After a year of hard work

After a year of hard work

Everything under the Umbrella

They’ve spent the winter practicing their pirouettes and partner routines, and now the students at Nelson’s Dance Umbrella are bringing a season of hard work to the Capitol Theatre.

They’ve spent the winter practicing their pirouettes and partner routines, and now the students at Nelson’s Dance Umbrella are bringing a season of hard work to the Capitol Theatre.

Running Thursday to Saturday, the annual year-end show will feature about 200 dancers, some as young as five years old, some well into their 30s.

Senior dancers — some of whom have more than a decade of dancing experience, despite being in their teens — say this year’s show will feature the wide range of styles the year-end showcase is known for, while adding some new features to the mix.

“This year there’s a wide variety of dances that involve acting with our faces, and that’s new this year,” says Sarah Hicks, 15. “Just keep an eye out for different facial expressions.”

Also new this year is the Horton Technique, a style of movement 37-year-old Lisa Schwab describes as “a completely different technique than ballet or hip hop. It’s a modern technique and it requires a lot of athleticism and you’ll see a lot more of that in the dances.”

“We’re doing a piece in which we are dead, so we’ll be wearing skulls and makeup,” adds 17-year-old Aja Lamb-Hartley. “And there’s ballet — it’s awesome because there’s kind of a little bit of everything.”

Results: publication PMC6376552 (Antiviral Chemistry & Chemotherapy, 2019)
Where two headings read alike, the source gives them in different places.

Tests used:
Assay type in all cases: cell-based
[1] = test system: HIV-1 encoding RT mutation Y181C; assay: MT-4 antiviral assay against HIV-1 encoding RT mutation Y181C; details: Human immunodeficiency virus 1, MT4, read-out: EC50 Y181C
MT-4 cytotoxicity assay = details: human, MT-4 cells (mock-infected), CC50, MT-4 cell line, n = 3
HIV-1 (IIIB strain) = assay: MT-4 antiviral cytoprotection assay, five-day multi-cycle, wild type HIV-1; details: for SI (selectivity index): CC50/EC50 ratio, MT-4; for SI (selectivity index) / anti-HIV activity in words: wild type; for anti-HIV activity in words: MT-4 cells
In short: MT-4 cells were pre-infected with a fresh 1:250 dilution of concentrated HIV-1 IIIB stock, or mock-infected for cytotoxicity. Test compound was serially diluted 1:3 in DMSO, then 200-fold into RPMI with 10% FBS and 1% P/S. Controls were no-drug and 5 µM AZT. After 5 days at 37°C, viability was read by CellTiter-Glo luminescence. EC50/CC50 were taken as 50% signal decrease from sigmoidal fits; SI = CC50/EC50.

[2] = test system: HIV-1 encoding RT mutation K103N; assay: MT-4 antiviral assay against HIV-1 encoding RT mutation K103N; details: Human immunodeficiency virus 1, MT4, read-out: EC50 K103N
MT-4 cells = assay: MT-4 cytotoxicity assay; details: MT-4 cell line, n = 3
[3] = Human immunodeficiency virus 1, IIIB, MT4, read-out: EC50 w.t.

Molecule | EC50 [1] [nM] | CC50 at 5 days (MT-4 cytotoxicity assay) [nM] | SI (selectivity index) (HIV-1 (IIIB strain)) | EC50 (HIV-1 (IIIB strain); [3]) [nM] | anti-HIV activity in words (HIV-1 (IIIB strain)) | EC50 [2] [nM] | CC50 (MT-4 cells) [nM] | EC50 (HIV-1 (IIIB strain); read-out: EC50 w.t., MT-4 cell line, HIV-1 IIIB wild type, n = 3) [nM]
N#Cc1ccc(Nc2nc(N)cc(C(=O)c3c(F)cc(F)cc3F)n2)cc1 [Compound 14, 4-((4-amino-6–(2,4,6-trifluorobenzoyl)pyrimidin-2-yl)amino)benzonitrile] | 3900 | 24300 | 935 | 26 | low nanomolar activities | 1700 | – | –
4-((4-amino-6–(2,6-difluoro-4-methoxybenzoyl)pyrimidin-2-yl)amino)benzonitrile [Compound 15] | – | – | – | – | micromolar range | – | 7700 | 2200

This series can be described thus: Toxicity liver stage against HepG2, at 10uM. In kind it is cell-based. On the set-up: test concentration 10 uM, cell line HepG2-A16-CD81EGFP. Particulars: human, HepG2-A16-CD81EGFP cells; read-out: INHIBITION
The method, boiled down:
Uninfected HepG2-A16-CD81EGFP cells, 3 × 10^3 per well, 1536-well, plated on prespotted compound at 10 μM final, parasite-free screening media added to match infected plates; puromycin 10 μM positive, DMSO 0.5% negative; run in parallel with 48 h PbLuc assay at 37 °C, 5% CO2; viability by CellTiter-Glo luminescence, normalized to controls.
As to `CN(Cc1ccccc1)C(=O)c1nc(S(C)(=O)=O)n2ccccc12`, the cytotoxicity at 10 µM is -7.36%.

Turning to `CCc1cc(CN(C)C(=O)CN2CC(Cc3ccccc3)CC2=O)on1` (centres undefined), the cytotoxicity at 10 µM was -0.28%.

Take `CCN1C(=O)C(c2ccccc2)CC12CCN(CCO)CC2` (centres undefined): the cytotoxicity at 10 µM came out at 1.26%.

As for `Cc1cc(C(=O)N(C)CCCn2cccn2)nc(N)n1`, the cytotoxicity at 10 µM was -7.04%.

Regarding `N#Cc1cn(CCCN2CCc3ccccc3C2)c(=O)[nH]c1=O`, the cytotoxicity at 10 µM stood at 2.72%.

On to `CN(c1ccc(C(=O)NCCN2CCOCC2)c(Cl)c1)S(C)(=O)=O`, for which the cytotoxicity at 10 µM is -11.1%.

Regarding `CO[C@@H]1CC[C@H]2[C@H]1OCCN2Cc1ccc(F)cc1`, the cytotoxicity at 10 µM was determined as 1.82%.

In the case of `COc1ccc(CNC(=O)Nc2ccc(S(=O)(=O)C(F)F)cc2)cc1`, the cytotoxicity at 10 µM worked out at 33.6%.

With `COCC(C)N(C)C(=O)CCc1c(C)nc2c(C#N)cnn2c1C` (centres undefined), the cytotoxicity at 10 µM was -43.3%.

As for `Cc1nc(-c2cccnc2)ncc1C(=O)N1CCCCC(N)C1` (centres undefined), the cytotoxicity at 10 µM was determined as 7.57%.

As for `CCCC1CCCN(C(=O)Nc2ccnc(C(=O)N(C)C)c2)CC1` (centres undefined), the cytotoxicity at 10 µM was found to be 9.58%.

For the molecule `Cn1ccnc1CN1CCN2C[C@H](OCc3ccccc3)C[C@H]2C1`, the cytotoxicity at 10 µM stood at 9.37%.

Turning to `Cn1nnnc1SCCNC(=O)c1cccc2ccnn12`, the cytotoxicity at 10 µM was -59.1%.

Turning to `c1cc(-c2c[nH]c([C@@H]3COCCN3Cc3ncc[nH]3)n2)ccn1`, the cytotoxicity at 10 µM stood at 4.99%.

Other styles of dance on offer include jazz, lyrical, hip hop and partnering work, where male and female dancers team up for pieces that include dramatic lifts and spins.

Hicks says the variety — including the large age range of dancers in the show — is what makes it work.

“It’s from really young kids to old kids, and all kinds of dance. It’s fun, it’s not just technique oriented, it’s also performance oriented.”

“There’s also some comedy,” adds Lamb-Hartley. “It’s everything you would hope to get out of a dance show.”

Dancers began preparing some of their pieces for the Capitol Show last September, but have kicked their practice schedule into high gear in the last month, says Gabriel Macdonald, 15. Where he might have danced a couple hours a week for most of the year, “now we’re doing a three hour practice every night.”

But for Macdonald, the hard work he and his fellow students have put into their routines is a big part of why the show works.

“There aren’t many places where you can see young people really exploring their passions,” he says. “And this is one of those outlets where a lot of people can really show the whole audience this is their passion.”

The Dance Umbrella year end showcase runs Thursday, Friday and Saturday at 7 p.m. in the Capitol Theatre, with a matinee performance Saturday at 2 p.m. Tickets are $11.